Thursday, January 13, 2011

On the Streets

Last year I stitched a piece I called On the Streets in response to a challenge for my Fiber Art NE group.  You can read about all the pieces in the challenge here.


While I was happy with the outcome of the piece, I felt it needed something to make it grittier.  For the life of me, I couldn't articulate what that was .... until recently.  As I surfed the Web, I came across images of signs held by the homeless.  The images were part of a collection held by Willie Baronet, a Texas artist who decided to ask the homeless if he could buy their signs.  In turn, he has used them in his art and to raise awareness of the issue.  One way he's done so is by asking volunteers to gather in groups along busy roadways, each holding one of the signs; it's quite an arresting sight and a compelling piece of performance art.  You can read more about his work at http://www.WeAreAllHomeless.org .  

In my opinion, these signs were exactly what I was looking for and Willie graciously granted permission for me to use images of the signs.  Here's my revised / updated On the Streets.  What do you think?


-- If you want to know my opinion, here it is:  I'm drawn to the harsher reality that appears in this piece.  However, I do think I'll make another thread sketch as before, but with more charcoal next time.  

5 comments:

Natalya Aikens said...

powerful

Michigoose said...

Love it...But I'd like to see the outline a tad heavier...with the signage, it gets a little lost...Maybe bobbin stitching with pearle cotton the next time around?

Lisa

norma said...

I agree with Lisa. I think that the signs could be paler and the outline heavier, but it is a powerful piece.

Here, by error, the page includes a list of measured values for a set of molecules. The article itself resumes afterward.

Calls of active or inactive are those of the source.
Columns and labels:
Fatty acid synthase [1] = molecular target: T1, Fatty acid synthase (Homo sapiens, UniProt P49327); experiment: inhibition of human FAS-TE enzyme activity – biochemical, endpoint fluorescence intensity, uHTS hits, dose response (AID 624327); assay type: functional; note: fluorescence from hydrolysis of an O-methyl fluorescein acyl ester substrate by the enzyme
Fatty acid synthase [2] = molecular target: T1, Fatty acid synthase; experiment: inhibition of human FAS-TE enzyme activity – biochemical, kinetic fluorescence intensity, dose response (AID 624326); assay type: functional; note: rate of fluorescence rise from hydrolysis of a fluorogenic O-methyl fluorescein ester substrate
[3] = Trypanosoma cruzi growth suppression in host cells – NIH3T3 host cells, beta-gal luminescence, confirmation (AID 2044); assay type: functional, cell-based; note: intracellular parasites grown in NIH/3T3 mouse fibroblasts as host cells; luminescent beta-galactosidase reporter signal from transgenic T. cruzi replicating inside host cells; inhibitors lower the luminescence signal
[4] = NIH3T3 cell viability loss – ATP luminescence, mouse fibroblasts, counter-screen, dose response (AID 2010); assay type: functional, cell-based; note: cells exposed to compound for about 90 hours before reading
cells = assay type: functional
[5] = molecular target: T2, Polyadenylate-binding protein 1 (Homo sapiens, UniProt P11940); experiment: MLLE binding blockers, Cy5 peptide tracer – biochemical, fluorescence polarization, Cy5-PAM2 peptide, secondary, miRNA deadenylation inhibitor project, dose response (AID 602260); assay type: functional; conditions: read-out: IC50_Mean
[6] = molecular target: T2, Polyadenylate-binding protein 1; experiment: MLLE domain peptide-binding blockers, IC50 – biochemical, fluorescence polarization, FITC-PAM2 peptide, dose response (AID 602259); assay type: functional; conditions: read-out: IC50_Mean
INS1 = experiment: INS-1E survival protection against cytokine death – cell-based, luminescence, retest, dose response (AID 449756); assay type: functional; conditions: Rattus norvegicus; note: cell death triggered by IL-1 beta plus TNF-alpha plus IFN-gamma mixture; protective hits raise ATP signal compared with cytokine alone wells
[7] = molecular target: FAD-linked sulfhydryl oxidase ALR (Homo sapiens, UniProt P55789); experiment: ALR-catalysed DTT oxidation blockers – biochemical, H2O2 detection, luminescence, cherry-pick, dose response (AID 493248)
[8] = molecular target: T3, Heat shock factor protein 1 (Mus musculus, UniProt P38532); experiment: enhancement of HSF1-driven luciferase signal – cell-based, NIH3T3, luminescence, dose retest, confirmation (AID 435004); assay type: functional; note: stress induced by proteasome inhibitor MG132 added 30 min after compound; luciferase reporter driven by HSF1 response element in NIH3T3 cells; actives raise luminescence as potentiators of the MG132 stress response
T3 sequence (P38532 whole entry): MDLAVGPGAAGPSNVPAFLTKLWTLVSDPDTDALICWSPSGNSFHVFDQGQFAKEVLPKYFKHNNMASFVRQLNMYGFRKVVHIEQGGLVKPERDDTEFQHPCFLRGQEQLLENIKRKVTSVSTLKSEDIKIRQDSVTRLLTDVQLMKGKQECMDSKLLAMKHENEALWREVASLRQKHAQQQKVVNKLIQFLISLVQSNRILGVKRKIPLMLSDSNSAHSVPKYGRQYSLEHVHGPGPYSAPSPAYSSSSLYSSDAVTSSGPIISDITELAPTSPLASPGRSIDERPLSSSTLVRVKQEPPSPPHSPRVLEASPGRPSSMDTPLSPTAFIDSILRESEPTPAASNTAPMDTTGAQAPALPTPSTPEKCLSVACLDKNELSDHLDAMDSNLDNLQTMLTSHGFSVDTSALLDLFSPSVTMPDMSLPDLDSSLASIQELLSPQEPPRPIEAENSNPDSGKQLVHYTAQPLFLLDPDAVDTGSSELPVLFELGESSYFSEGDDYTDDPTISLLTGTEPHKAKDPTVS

Kristin L said...

I think you are well on your way. I like elements of both pieces, but teh second one seems a little "neither/nor." The signs make it grittier and tell the story more immediately, but they are still pretty organized on the canvas, and the white showing through comes across as almost clean. So, it's neither fully gritty, nor "pretty." The first on, on the other hand, is very stark, which I think tells a compelling story, but it seems a bit timid with the stitching all the same weight and the pale charcoal, so it's neither strong, nor weak. I think you could probably take ideas that you've learned from each and create something that IS both powerful and gritty.

my croft said...

also, too many signs of the same weight/value. maybe think about having fewer signs, or having some or all of them be background -- the story here really is the human plight --yes? -- so my feeling is that the figure should dominate.

In the first version, it was not immediately evident that the sketched figure represented someone who is homeless. If the signs are less dominant, the viewer has to engage with the piece, discover it bit by bit, and then assemble the bits to figure it out.

In the second version, the figure is so obscured that the piece seems to be about the signs -- which is another choice. But if you choose that, then the figure is a distraction.

So I guess I'm saying that I agree with Kristin, that the next version will move you closer to a powerful tension among the elements.

This is something that I've noticed in your work -- that the elements all seem to be of equal weight, so it can be difficult for me, as a viewer, to assess the central point of some of your pieces.